Magazine article WLA ; War, Literature and the Arts

Happy Warriors in Arms: Aspects of Military Life in Evelyn Waugh's Put out More Flags and Sword of Honour

Magazine article WLA ; War, Literature and the Arts

Happy Warriors in Arms: Aspects of Military Life in Evelyn Waugh's Put out More Flags and Sword of Honour

Article excerpt

The documentary value of Evelyn Waugh's Sword of Honour trilogy1 has been widely acknowledged. Apart from the early, oft-quoted appraisals by Cyril Connolly-"unquestionably the finest novel to have come out of the war" (Stannard 337)- and Andrew Rutherford - "probably the greatest work of fiction to emerge from the Second World War" (113)- more recently it was described by the military historian John Keegan as "the greatest English novel of the Second World War", by Antony Beevor as one of the best five works of fiction about the Second World War, and listed by Jeffrey Archer as one of the top roman-fleuves in English, adding that it is "probably the best thing in English literature to be inspired by the second world war." Fellow Royal Marine officer John St John declared that Waugh "describes the war as I experienced it. Nothing is falsified" (55). In turn, Alex Danchev states that "Waugh's treatment of [...] regimental ideology is a miniature masterpiece of social history" (478). Certainly Waugh, who served in different units throughout the war -Royal Marines, 8 Commando, Layforce, Horse Guards, Special Service Brigade, Special Air Service, 37th British Mission in Yugoslavia- had an acute eye to dissect people, institutions and the environment he observed throughout his military career, attracted by whatever absurdities or farcical situations occurred within his view.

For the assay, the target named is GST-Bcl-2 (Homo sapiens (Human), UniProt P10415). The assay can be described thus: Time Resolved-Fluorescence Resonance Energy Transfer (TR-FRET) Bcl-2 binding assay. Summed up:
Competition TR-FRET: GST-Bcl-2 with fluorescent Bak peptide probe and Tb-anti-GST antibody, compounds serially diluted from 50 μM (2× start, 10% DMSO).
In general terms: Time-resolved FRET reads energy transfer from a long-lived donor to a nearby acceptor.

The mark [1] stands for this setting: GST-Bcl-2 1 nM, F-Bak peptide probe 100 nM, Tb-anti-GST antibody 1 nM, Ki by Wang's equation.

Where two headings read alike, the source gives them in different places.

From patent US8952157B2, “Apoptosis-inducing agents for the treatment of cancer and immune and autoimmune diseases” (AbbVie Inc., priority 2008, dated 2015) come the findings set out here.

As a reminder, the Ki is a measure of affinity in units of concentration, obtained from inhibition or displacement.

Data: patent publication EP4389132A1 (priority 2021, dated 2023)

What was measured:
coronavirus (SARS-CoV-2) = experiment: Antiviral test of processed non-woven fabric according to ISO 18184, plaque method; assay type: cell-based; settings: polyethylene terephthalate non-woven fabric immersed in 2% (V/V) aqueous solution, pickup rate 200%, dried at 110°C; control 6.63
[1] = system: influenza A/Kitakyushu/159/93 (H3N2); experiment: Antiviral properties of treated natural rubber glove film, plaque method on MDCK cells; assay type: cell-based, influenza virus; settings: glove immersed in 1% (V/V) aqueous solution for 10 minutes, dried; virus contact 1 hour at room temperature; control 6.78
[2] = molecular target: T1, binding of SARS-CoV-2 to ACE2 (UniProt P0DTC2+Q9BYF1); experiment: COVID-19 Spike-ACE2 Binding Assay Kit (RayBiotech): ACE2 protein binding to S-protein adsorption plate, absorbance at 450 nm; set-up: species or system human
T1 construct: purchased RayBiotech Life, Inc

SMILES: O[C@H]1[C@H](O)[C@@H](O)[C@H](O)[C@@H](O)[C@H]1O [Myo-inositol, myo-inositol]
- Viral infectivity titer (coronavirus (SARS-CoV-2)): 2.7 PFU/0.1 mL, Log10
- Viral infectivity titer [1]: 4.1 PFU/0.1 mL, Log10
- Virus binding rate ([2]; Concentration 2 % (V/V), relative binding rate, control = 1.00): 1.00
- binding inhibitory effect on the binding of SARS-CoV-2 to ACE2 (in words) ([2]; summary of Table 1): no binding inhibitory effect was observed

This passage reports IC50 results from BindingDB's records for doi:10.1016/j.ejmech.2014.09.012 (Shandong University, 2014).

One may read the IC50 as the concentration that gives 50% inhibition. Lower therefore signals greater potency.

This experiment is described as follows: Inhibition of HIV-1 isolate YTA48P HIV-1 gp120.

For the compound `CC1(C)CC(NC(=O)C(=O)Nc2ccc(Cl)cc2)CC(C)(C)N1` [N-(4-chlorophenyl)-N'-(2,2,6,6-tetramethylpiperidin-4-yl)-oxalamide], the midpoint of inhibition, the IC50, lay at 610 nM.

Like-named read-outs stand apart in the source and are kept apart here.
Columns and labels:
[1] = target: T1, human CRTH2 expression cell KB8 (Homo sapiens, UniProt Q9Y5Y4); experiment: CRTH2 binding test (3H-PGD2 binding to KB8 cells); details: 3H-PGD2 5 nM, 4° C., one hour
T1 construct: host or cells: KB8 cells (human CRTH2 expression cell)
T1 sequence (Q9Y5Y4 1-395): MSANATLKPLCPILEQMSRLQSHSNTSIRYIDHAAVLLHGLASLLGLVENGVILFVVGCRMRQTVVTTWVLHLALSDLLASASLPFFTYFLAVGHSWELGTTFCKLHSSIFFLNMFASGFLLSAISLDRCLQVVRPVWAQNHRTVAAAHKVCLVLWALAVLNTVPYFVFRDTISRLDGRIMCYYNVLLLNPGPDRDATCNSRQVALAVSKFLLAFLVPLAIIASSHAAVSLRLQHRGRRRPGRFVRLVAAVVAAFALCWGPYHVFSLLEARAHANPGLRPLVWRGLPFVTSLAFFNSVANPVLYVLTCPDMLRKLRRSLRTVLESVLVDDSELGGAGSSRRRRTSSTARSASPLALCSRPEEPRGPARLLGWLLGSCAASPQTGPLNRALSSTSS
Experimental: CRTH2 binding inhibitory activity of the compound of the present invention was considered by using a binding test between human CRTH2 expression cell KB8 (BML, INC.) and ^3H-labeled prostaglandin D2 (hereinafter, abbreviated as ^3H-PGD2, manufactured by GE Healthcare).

The perspective adopted in the trilogy is admittedly limited. Waugh wrote in the prologue to the unified edition that he "sought to give a description of the Second World War as it was seen and experienced by a single, uncharacteristic Englishman, and to show its effect on him" (Waugh 1999, xxxiv). This "uncharacteristic Englishman" is Guy Crouchback, a melancholy and passive Catholic, who, although differing from his author in many respects, views the political implications of the war in a similar vein. Indeed, his passivity serves an interpretive purpose. In the words of Munton, he is "an empty vessel into which the Second World War is poured [...]. The war enters him, and in our reading of Guy Crouchback we enter the war ourselves" (227). Waugh's last hero, Guy still shares with almost all the previous protagonists the role of ingénue through whose innocent or decent eyes a predatory world is perceived. And, as far as his approach to the general mechanics of war is concerned, what we learn from Guy is disillusion.2 Waugh believed that Britain had behaved ignominiously and had mismanaged the war effort, and his works reproduce such indignity on a smaller scale in a series of scenes of military inefficiency accompanied by presumption. Very seldom do we encounter heroism or prowess in Waugh's military: apart from a few exceptions, such as the heroic resistance of the Second Halberdier Battalion in Crete,3 the behaviour of the military all through the trilogy is characterised by inefficiency, chaos, tactlessness or cowardice.4

But Sword of Honour was not Waugh's first attempt to deal with the devastating irruption of war. Put Out More Flags was written in 1941 on his return from the Battle of Crete, a novel reportedly "dashed off to occupy a tedious voyage" (Amory 158). Although little academic criticism has been written so far on this work5 most critics agree that it prepares the way for the deeper incarnation of Waugh's views about the military and the management of war developed in Sword of Honour. This preparatory nature obviously includes a first-hand perspective of various and colourful elements of army life which will reappear in the trilog y in an expanded form. In Patey's words, "the military experiences here distributed among Alistair, Cedric and Peter [the heroes of Put Out More Flags] are all rendered again, briefly in Brideshead Revisited, at length in Sword of Honour" (Patey 198). This general perception has had little controversy among critics, but up till now no academic study has pinpointed the nature of these narrative patterns of military life that were essayed in the early novel and later developed in the trilog y. …

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